Laurel Brunners Verdigris Blok: What happens to dead IT?

We all know what happens to printed paper when it’s sent off for recycling. It either gets burnt or sent for processing into new materials, but when old computers reach end of life, matters are less simple.

Reducing the amount of electronic and electrical material that ends up in landfill is complicated; there are no easy answers. Setting up a recycling or reprocessing infrastructure is a start, but this too is complicated and takes funding. Taxes and fines from people who dump electrical and electronics requires legislation and policing, and is mostly done as part of a wider set of national goals that support international commitments.

This is what the Europe Union (EU) has tried to do with its Waste Electrical and Electronic Equipment Directive (WEEE). WEEE has been around since 2002 and works by setting targets for electrical goods recycling. EU member country governments can provide instructions and guidance to local communities and municipalities for implementing WEEE. The approach has changed over the years. When WEEE was first introduced it set a target for 2009. By 2009 at least four kilograms of electrical waste per year for each member of the population had to be recovered for subsequent recycling. The rate changed to be for 45% of all electrical goods coming onto the market, with the EU aiming to recycle at least 2% of all WEEE by 2016. No data is available yet to confirm if this target has been reached or not but it is likely that it has, given Europeans’ environmental zeal.

WEEE has definitely helped encourage environmental awareness amongst consumers and developers. It has encouraged entrepreneurs who see opportunities to sell on redundant electrical goods. When it comes to IT, the foundation of today’s graphics industry, plenty of companies offer to buy old computers and networking equipment.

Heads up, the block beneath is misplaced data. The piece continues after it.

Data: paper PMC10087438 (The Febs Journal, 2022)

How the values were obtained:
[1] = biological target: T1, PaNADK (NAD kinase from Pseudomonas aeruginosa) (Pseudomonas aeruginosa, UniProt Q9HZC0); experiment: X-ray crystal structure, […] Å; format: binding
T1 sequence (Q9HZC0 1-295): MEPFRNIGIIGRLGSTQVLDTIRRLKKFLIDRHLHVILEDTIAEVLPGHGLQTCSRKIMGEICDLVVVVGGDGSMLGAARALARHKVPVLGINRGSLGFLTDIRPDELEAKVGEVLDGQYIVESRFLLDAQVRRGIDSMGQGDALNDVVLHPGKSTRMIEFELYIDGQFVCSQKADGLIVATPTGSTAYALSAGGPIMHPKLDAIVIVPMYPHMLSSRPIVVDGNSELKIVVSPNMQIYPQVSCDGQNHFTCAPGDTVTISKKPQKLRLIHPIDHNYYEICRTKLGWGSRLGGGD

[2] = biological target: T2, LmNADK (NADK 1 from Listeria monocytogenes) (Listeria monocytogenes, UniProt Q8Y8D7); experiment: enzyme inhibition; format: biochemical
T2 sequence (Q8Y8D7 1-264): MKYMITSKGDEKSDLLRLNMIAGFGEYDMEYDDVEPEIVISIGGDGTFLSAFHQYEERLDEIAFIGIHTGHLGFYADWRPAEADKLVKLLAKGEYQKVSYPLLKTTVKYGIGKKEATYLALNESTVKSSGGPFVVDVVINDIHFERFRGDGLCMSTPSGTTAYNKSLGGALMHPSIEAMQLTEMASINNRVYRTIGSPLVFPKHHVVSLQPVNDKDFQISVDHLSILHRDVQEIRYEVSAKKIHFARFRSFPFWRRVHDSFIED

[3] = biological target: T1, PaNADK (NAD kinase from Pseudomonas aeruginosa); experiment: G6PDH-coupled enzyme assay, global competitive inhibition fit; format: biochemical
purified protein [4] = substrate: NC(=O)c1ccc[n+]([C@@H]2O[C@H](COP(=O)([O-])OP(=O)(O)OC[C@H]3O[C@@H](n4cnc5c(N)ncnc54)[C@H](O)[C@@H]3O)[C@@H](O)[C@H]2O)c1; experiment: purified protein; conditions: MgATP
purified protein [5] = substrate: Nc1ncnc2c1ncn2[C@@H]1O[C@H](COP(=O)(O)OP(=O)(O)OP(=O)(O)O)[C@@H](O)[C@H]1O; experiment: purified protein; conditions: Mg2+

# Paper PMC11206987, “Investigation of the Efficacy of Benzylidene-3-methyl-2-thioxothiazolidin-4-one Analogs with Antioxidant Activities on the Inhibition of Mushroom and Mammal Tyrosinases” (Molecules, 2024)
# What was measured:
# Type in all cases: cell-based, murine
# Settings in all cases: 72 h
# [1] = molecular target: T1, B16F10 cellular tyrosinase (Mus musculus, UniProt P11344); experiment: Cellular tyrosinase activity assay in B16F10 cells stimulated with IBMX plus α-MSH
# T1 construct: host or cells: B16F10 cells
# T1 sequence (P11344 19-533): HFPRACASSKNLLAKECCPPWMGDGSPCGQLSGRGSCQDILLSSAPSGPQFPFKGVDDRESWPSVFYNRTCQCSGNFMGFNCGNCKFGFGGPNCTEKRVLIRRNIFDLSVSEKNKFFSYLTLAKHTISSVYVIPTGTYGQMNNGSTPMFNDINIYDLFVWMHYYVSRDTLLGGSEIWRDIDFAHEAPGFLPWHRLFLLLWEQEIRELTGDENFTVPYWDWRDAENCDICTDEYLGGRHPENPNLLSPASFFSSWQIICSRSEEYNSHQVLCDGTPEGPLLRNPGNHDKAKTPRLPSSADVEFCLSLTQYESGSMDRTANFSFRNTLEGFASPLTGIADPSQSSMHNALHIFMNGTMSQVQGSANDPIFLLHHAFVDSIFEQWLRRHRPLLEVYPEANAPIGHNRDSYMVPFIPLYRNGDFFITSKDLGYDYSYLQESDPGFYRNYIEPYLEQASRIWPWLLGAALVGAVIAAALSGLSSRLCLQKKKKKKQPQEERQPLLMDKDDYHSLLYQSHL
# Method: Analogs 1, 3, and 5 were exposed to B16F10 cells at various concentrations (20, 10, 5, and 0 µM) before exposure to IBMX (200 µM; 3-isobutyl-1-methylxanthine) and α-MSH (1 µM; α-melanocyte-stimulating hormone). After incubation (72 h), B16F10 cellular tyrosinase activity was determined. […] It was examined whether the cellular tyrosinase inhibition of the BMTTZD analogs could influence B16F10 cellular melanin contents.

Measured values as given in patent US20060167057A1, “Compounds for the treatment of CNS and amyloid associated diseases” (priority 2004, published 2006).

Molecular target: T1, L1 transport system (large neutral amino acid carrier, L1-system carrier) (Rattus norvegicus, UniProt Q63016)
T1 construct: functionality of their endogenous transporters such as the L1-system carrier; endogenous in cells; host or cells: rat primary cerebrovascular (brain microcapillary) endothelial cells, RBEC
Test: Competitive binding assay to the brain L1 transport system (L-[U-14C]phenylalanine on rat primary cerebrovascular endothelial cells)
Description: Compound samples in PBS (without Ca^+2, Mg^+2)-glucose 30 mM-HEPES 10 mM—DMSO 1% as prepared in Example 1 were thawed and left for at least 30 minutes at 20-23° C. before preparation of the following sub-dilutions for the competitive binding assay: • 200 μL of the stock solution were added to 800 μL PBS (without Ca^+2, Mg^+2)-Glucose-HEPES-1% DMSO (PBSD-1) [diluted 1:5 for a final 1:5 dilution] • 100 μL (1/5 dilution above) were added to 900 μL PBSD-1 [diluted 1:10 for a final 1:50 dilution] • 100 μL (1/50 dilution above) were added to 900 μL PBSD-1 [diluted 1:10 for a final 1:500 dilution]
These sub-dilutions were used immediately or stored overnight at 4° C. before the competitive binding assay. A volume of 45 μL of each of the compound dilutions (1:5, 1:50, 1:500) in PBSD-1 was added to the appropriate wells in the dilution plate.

When selling on old servers and related kit, make sure all data is wiped. Be sure the buyer is recognised by local authorities and ideally is formally accredited. Find out what happens to waste once it is collected. Shipping old electronics for dumping in developing countries doesn’t count!

Joe Adamou, business development manager for a UK IT recycler told us that: “Any equipment that is suitable for refurbishment is tested, repaired and sold on to individuals, schools and businesses on low budgets.” He added that “Any equipment that is antiquated is base recycled. We break this equipment down to raw component form. This is then sold on to metal and material refiners who will prepare the materials for re-introduction into the manufacturing industry. An example of components recycled in this manner would be CPU heatsinks, motherboards, chassis casings etc.). We operate a 0% to landfill policy on all equipment. All equipment collected is brought back to our facility for processing.“ The model is helping industry, the environment and the planet. It turns a profit too.

Laurel Brunner




This article was produced by the Verdigris project, an industry initiative intended to raise awareness of print’s positive environmental impact. This weekly commentary helps printing companies keep up to date with environmental standards, and how environmentally friendly business management can help improve their bottom lines. Verdigris is supported by the following companies: Agfa Graphics, EFI, Epson, Fespa, HP, Kodak, Kornit, Ricoh, Spindrift, Unity Publishing and Xeikon.

Laurel Brunner

Laurel specialises in digital prepress, digital production and digital printing and is managing director Digital Dots ( She provides international editorial, consulting and educational services to a wide cross section of publishers, manufacturers and industry associations. Laurel also participates several ISO working groups developing standards for the graphics industry and convenes a group responsible for standards relating to the environmental impact of graphics technology, including print media.

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